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The miracle of the increasing number of converts is not only that people are finding the light of Islam in an age of such darkness but that they are coming to the faith despite the actions of some of its believers.
Lack of Induction
To my profound disappointment, as far as my Islamic education is concerned, I have been left to fend for myself. It would seem that no mosque I have visited has a systematic induction program for new converts. The mosques in my area are all dominated by south Asian immigrants, with a sprinkling of Africans on Fridays. They are not attuned to the needs of indigenous converts. In fairness, I seem to be the only white person (i.e. convert) at the mosques I attend, so they may not perceive a need. But nevertheless, I live in a major city with a significant Muslim population and many mosques. Surely there must be somewhere where a new Muslim adult can receive training in the practical daily basics. Surely the established Muslim community should know where to refer the convert even if they are not suitably geared up themselves at the local mosque.
The Catholic Church has a thorough practical and theological induction program that is actually compulsory for people who wish to join it. The Anglican Church actively advertises its Alpha Course to attract and teach new converts. We Muslims seem to have nothing organized.
When it comes to lack of both meaningful social welcome and organized teaching of Islam for new Muslims, American convert, teacher and writer, Yahiha Emerick, hits the nail on the head in his article Ten Things Every Muslim Must Do. At number six on his list, he says:
If you see any new Muslims at your Masjid (mosque), then partially "adopt" them into your family. The convert experience is basically one of isolation and loneliness. You'd be surprised to know that most converts are outright ignored by the people in the Masjid. Beyond a few pleasantries and handshakes, they are usually never made to feel welcome or accepted. They are often cut off from their non-Muslim friends and relatives so they are doubly vulnerable. A new convert should be invited into various people's home for dinner a minimum of six times a month. Get together with others and make sure you all put the new convert on your guest list for any sort of gathering. Top
[To find our more about induction programs now offered in both the UK and Singapore click here]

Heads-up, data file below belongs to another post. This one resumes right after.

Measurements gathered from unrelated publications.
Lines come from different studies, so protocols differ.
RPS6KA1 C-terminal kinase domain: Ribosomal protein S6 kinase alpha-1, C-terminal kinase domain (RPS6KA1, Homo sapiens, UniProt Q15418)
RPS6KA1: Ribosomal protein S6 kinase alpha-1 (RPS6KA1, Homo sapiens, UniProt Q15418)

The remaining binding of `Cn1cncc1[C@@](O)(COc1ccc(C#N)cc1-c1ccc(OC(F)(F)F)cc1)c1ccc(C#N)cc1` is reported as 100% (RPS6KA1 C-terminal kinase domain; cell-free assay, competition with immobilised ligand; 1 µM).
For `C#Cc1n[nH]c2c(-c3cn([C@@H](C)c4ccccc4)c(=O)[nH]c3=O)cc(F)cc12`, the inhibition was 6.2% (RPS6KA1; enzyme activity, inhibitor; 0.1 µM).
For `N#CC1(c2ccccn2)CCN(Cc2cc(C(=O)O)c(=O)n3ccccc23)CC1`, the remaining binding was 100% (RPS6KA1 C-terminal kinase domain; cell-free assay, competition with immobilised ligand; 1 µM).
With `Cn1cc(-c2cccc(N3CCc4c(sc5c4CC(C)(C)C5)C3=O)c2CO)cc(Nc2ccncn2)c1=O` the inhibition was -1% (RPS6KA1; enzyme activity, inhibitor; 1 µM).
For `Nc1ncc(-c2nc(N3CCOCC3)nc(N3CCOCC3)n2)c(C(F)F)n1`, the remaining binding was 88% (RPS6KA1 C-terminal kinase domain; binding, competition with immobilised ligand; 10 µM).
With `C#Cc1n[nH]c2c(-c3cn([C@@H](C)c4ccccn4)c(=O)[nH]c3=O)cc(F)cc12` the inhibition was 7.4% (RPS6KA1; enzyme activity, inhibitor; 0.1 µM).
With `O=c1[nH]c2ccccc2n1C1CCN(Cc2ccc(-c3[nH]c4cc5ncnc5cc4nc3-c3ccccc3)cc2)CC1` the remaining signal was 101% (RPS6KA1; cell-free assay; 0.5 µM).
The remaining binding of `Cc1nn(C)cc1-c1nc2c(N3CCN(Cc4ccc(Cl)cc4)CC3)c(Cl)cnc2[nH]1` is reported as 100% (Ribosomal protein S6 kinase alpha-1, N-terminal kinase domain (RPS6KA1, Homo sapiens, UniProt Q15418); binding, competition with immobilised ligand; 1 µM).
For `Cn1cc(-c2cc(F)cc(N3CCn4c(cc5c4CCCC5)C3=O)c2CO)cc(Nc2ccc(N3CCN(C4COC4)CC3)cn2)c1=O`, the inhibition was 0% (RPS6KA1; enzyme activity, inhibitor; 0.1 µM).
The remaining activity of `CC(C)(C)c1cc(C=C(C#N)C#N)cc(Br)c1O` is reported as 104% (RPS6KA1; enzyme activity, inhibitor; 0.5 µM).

Internet - the good, the bad and the dangerous!
I would also urge new Muslims to avoid email forums or chat rooms about Islam
absolutely. There are some nasty people lurking there - self-styled pseudo scholars
preaching hellfire, doling out personal abuse and decrying sincere Muslims as
non-believers. I was left utterly demoralized at one time and very, very angry
on several occasions. I have now unsubscribed from all such forums. New Muslims
should keep in mind the Hadith: "Verily, Allah is
mild and is fond of mildness, and He gives to
There are also nice, well-meaning people who offer advice about matters of faith and practice without being in any way qualified to do so. If they get things wrong, they could unwittingly be leading the uninitiated astray and doing more harm than good. Be wary of accepting anything without a quotation from the Quran or authenticated hadith to back it up.
Having said that, if it is one of the nasty brigade who has come seemingly armed with references, firstly check the actual quotation in your Quran. Have they really only quoted what is there or have they embellished it with their own interpretation? It happens. And, if the quotation is genuine but sounds harsh to your ears, then use a commentary to become aware of the context in which the verse was revealed. Read widely. For every hard-line, unpleasant interpretation, there is usually a mild one from a serious writer or scholar. Top
Beware the Zealots!
Sadly far too many young Muslim men in England - the occasional convert and, particularly, the sons of Asian immigrants - get far too worked up about this or that political agenda and are in danger of overlooking the peaceful, spiritual core of Islam. As the writer Abdal-Hakim Murad puts it in his excellent essay British and Muslim, unsettled, discontented second generation Asian immigrant Muslims in Britain tend to locate their radicalism not primarily in a spiritual, but in social and political rejection of the oppressive order around them. Their unsettled and agitated mood is not always congenial to the recent convert, who may, despite the cultural distance, feel more comfortable with the first rather than the second generation of migrants, preferring their God-centered religion to what is often the troubled, identity-seeking Islam of the young.
Amen to that! These young radicals are prone to behave in the most obnoxious and nasty manner towards those other Muslims who do not agree with them. I would simply call the following words from the Quran and ahadith to their attention:
"Invite to the way of your Lord with wisdom and beautiful preaching; and